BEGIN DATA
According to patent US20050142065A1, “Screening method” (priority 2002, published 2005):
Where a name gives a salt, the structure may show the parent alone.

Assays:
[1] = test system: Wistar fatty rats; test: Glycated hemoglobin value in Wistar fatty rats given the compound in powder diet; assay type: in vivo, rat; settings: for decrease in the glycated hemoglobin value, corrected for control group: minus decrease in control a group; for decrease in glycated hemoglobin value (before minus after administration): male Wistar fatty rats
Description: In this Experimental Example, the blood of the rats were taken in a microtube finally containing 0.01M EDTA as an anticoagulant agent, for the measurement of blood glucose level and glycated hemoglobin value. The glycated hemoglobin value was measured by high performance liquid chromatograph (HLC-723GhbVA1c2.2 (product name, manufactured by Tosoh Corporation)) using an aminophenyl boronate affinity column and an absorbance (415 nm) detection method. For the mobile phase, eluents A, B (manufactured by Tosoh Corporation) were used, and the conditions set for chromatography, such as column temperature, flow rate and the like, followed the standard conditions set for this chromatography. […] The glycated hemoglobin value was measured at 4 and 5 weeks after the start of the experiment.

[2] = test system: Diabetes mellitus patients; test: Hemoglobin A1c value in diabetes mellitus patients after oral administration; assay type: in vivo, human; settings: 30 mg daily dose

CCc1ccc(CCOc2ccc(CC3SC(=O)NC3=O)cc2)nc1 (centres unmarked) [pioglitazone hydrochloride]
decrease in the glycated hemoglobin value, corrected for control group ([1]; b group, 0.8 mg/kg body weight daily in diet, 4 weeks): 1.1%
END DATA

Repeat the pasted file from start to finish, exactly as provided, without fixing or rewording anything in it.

According to patent US20050142065A1, “Screening method” (priority 2002, published 2005):
Where a name gives a salt, the structure may show the parent alone.

Assays:
[1] = test system: Wistar fatty rats; test: Glycated hemoglobin value in Wistar fatty rats given the compound in powder diet; assay type: in vivo, rat; settings: for decrease in the glycated hemoglobin value, corrected for control group: minus decrease in control a group; for decrease in glycated hemoglobin value (before minus after administration): male Wistar fatty rats
Description: In this Experimental Example, the blood of the rats were taken in a microtube finally containing 0.01M EDTA as an anticoagulant agent, for the measurement of blood glucose level and glycated hemoglobin value. The glycated hemoglobin value was measured by high performance liquid chromatograph (HLC-723GhbVA1c2.2 (product name, manufactured by Tosoh Corporation)) using an aminophenyl boronate affinity column and an absorbance (415 nm) detection method. For the mobile phase, eluents A, B (manufactured by Tosoh Corporation) were used, and the conditions set for chromatography, such as column temperature, flow rate and the like, followed the standard conditions set for this chromatography. […] The glycated hemoglobin value was measured at 4 and 5 weeks after the start of the experiment.

[2] = test system: Diabetes mellitus patients; test: Hemoglobin A1c value in diabetes mellitus patients after oral administration; assay type: in vivo, human; settings: 30 mg daily dose

CCc1ccc(CCOc2ccc(CC3SC(=O)NC3=O)cc2)nc1 (centres unmarked) [pioglitazone hydrochloride]
decrease in the glycated hemoglobin value, corrected for control group ([1]; b group, 0.8 mg/kg body weight daily in diet, 4 weeks): 1.1%